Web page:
Recently, mode-division-multiplexing transmission technique has attracted considerable attention due to its promising potential as a technology for increasing network capacity. Various few-mode fiber designs have been proposed as a result of the comprehensive studies of their application in mode-division-multiplexing transmission. The most popular few-mode fiber studied are the coupled-multicore fibers, since their measured group delay spread is considerably lower than that predicted by differential modal group delay of the Eigen modes of the fiber. The reduced group delay spread contributes to easier configuration of MIMO receiver and consequently a longer system reach is achieved. In recent experimental studies, macro-bending with twisting has been observed to be a dominant mechanism for random modal coupling. In such studies, results for short length fiber indicate that the correlation length is much shorter for strongly bent conditions. Thus for the ultimate performance of coupled-multicore fibers installed in various conditions to be extracted, general theoretical model studies for estimating group delay spread of coupled-multicore fibers have been seen necessary.
Takeshi Fujisawa and Kunimasa Saitoh at Hokkaido University in Japan investigated group delay spread of coupled three-core fiber as applied based on coupled-wave theory with super-mode or discrete core mode basis. The researchers hoped to unearth the differences between super-mode and discrete core mode models and reveal applicability for both models for specific fiber bending condition. Their work is now published in the peer-reviewed journal, Optics Communications.
Fujisawa and Saitoh begun by studying the fiber structure and coupled wave theory where they used coupled-wave theory to estimate group delay spread while fully considering the field amplitude and phase amplitude, since they were essential for treating the changes of modal group delay due to perturbations. Supermode models for gentle bending conditions were presented by applying the finite element method during the computation of the coupling coefficient. Discrete core mode model for tight bending conditions were also presented. In general, they thoroughly investigated the variances between supermodes and discrete core mode models so as to reveal applicability of both models in a precise fiber bending condition.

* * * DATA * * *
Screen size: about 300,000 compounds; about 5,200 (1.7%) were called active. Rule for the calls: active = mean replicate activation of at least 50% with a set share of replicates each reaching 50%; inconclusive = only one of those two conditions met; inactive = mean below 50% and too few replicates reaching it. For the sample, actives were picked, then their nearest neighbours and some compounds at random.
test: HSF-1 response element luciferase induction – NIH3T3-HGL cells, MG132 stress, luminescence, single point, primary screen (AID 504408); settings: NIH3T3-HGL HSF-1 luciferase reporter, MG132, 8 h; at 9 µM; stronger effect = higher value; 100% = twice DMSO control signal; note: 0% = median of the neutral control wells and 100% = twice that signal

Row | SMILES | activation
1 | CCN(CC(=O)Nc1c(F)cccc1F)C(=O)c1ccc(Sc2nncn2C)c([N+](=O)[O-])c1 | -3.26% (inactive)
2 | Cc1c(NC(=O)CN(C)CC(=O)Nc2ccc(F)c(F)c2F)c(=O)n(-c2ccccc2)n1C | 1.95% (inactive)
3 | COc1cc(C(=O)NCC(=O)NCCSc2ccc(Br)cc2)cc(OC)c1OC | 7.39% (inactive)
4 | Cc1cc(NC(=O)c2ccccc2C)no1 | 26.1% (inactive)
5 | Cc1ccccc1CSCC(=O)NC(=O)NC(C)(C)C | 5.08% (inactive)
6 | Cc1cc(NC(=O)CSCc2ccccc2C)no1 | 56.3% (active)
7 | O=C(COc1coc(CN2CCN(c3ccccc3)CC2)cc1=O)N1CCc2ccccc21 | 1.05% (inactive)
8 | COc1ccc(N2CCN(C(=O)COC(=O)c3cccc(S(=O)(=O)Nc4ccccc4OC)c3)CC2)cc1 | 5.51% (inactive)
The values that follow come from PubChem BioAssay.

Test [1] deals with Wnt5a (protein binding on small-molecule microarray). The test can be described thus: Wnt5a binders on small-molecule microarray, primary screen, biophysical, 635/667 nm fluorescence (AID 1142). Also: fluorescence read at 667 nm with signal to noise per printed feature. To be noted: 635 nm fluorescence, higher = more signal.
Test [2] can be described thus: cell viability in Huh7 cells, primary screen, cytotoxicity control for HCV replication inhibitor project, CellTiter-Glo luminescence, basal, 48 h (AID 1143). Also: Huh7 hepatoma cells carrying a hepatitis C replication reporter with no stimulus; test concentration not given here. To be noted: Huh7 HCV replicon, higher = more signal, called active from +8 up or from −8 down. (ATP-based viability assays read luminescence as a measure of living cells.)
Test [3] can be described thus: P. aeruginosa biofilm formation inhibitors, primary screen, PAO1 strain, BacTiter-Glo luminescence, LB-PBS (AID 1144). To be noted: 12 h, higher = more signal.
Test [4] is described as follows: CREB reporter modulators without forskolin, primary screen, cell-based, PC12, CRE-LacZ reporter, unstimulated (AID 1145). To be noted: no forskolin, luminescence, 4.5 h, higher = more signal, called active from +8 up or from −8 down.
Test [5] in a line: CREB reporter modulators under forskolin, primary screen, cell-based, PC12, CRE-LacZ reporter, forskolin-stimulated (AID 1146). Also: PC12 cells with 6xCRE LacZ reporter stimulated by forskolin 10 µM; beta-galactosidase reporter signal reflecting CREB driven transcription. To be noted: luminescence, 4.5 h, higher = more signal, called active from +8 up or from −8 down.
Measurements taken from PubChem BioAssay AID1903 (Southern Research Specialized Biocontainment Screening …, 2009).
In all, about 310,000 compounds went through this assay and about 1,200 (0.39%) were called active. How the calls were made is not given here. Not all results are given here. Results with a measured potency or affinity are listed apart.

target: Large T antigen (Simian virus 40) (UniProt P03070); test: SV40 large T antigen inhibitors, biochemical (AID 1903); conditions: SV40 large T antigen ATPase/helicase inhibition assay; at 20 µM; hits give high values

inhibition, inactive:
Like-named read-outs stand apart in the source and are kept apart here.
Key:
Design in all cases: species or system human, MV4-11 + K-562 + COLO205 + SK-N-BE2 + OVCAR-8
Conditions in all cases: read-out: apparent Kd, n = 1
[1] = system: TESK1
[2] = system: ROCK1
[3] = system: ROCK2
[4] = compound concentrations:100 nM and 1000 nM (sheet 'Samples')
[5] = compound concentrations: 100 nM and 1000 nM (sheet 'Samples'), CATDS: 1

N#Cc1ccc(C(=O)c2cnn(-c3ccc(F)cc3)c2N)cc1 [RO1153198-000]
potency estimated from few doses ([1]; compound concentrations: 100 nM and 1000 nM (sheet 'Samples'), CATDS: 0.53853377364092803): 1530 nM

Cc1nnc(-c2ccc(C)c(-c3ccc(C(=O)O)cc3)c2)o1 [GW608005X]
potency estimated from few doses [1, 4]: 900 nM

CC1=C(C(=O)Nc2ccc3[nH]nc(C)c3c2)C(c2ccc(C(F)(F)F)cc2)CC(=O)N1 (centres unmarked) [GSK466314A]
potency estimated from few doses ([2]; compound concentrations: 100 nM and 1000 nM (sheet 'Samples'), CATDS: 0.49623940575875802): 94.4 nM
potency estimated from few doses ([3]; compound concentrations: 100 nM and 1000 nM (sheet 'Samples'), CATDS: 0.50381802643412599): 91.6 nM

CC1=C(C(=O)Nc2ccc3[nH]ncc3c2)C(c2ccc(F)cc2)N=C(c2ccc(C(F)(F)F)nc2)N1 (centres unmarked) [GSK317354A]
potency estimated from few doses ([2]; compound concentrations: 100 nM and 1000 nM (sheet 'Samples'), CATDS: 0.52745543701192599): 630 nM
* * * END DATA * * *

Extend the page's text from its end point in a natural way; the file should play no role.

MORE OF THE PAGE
The authors also observed that for the weakly bent condition, both discrete core mode models and supermode model were applicable. Conversely, for strongly bent condition, the discrete core mode model was seen applicable for use to account for the increased differential modal group delay for the fiber without twisting and short correlation length as recently observed from other experimental studies.
Fujisawa and Saitoh developed an innovative technique for investigating the group delay spread of coupled three-core fiber based on coupled wave theory. The discrete core mode model has been observed to be superior to the supermode model for the analysis of coupled-multicore fibers for various bent conditions. Therefore, we conclude by stating that in estimating group delay spread of coupled-multi-core fiber, it is critically important to consider the fiber bending conditions.
Takeshi Fujisawa, Kunimasa Saitoh. Group delay spread analysis of coupled-multicore fibers: A comparison between weak and tight bending conditions. Optics Communications, volume 393 (2017) pages 232–237.Go To Optics Communications